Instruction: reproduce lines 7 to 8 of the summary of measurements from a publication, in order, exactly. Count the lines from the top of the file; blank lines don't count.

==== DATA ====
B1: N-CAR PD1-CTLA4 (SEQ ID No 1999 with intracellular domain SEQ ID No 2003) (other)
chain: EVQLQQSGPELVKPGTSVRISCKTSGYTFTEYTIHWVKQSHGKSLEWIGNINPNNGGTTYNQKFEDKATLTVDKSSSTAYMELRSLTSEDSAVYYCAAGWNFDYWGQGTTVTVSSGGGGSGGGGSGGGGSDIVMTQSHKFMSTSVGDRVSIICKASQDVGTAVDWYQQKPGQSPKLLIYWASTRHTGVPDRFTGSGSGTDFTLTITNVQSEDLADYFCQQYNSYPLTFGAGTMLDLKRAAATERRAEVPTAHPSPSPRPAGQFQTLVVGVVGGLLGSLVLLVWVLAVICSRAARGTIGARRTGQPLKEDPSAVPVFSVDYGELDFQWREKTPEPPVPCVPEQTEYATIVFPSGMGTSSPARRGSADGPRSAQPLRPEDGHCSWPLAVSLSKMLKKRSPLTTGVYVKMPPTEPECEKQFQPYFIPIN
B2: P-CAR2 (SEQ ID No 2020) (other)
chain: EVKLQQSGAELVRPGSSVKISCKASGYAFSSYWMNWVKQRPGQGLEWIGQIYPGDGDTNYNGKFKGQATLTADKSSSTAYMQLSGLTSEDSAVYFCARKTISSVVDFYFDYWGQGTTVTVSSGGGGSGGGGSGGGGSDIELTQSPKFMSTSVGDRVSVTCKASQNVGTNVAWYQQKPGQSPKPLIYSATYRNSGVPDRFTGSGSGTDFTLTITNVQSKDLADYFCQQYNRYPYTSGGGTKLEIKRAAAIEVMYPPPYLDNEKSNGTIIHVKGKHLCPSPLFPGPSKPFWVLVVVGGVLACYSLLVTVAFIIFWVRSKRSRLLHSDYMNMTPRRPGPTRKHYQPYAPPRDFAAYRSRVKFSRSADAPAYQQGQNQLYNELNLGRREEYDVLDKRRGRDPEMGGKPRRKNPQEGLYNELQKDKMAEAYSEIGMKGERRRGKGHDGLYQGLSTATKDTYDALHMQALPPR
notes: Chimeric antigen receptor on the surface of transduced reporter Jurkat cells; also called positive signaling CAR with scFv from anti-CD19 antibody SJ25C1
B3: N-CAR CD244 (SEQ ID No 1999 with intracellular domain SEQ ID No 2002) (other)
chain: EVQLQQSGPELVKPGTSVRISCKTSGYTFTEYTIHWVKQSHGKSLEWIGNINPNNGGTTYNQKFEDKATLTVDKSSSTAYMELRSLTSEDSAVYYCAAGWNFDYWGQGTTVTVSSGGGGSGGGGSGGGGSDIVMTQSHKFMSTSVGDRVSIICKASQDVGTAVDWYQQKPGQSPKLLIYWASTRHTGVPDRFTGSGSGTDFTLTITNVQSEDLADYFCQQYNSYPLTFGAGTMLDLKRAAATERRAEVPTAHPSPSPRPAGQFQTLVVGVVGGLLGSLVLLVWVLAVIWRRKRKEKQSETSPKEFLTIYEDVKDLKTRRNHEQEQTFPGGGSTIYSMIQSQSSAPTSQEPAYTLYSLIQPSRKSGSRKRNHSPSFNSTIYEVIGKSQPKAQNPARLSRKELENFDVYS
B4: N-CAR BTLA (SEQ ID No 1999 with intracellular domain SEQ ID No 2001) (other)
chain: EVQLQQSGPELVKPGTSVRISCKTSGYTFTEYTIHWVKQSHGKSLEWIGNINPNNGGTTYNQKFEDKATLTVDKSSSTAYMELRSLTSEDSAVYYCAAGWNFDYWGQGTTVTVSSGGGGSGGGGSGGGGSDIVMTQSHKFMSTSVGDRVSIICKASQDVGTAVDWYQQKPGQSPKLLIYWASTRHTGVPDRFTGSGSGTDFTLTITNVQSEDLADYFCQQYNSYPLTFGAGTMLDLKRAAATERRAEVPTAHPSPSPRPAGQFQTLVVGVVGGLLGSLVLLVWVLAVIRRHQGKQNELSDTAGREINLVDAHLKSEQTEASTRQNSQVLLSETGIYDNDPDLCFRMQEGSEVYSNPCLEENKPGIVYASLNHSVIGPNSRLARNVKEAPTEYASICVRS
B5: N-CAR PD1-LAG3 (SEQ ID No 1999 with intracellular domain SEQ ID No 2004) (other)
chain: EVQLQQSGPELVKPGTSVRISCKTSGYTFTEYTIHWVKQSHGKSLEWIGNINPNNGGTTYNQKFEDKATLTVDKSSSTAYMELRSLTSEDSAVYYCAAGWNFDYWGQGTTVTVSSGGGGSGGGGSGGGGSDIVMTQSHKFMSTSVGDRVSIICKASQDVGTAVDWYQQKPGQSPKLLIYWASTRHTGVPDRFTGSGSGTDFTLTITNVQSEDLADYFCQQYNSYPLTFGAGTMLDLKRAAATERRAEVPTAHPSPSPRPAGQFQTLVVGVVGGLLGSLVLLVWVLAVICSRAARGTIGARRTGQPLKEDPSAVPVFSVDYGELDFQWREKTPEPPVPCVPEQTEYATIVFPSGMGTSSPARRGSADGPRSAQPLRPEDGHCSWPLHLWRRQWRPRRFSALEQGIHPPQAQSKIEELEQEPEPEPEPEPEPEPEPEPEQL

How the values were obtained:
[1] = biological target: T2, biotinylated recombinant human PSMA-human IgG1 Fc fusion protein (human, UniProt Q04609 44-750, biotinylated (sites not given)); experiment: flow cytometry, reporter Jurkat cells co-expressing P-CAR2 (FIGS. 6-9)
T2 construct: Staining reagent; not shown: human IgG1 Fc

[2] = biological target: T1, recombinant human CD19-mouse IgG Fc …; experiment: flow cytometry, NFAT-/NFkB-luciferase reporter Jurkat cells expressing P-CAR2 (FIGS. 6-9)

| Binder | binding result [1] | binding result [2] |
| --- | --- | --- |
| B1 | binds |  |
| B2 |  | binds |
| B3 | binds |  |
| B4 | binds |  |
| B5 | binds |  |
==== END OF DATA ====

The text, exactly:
chain: EVQLQQSGPELVKPGTSVRISCKTSGYTFTEYTIHWVKQSHGKSLEWIGNINPNNGGTTYNQKFEDKATLTVDKSSSTAYMELRSLTSEDSAVYYCAAGWNFDYWGQGTTVTVSSGGGGSGGGGSGGGGSDIVMTQSHKFMSTSVGDRVSIICKASQDVGTAVDWYQQKPGQSPKLLIYWASTRHTGVPDRFTGSGSGTDFTLTITNVQSEDLADYFCQQYNSYPLTFGAGTMLDLKRAAATERRAEVPTAHPSPSPRPAGQFQTLVVGVVGGLLGSLVLLVWVLAVIWRRKRKEKQSETSPKEFLTIYEDVKDLKTRRNHEQEQTFPGGGSTIYSMIQSQSSAPTSQEPAYTLYSLIQPSRKSGSRKRNHSPSFNSTIYEVIGKSQPKAQNPARLSRKELENFDVYS
B4: N-CAR BTLA (SEQ ID No 1999 with intracellular domain SEQ ID No 2001) (other)